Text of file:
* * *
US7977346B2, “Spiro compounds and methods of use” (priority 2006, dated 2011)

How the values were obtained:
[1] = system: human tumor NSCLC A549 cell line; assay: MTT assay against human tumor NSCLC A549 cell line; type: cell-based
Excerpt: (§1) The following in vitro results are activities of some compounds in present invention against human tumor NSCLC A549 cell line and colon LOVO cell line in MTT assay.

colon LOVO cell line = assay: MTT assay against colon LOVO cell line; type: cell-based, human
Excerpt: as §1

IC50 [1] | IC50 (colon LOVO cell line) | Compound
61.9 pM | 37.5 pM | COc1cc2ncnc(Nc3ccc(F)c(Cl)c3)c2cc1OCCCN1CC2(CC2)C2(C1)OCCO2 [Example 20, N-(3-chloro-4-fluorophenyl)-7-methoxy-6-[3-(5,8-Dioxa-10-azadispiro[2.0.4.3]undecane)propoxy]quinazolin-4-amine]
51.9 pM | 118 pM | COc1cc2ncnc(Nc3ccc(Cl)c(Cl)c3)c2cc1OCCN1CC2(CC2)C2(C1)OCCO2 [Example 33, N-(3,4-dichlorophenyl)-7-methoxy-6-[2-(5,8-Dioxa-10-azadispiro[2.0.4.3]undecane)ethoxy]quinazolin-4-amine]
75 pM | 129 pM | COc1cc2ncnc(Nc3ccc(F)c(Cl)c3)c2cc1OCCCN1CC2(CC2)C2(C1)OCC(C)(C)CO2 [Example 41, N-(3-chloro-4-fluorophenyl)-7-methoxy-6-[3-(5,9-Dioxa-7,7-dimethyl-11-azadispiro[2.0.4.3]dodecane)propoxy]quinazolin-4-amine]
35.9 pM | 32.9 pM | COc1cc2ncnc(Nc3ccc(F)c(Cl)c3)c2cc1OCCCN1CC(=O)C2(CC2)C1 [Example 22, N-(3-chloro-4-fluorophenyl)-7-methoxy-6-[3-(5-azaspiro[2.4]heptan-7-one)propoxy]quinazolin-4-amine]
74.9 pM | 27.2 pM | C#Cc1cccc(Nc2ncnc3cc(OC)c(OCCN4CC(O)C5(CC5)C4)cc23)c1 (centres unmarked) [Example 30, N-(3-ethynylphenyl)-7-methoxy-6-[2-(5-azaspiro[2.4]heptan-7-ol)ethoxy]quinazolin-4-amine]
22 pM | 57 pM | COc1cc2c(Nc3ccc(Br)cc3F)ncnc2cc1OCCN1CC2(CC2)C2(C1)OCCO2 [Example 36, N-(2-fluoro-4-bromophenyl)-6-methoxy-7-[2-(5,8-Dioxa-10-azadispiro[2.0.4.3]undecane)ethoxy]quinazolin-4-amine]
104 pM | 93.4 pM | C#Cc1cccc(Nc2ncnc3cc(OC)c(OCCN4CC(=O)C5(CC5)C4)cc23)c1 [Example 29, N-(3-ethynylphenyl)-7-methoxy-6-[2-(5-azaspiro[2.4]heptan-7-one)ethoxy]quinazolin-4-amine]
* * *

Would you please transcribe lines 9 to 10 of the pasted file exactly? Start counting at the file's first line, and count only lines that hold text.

51.9 pM | 118 pM | COc1cc2ncnc(Nc3ccc(Cl)c(Cl)c3)c2cc1OCCN1CC2(CC2)C2(C1)OCCO2 [Example 33, N-(3,4-dichlorophenyl)-7-methoxy-6-[2-(5,8-Dioxa-10-azadispiro[2.0.4.3]undecane)ethoxy]quinazolin-4-amine]
75 pM | 129 pM | COc1cc2ncnc(Nc3ccc(F)c(Cl)c3)c2cc1OCCCN1CC2(CC2)C2(C1)OCC(C)(C)CO2 [Example 41, N-(3-chloro-4-fluorophenyl)-7-methoxy-6-[3-(5,9-Dioxa-7,7-dimethyl-11-azadispiro[2.0.4.3]dodecane)propoxy]quinazolin-4-amine]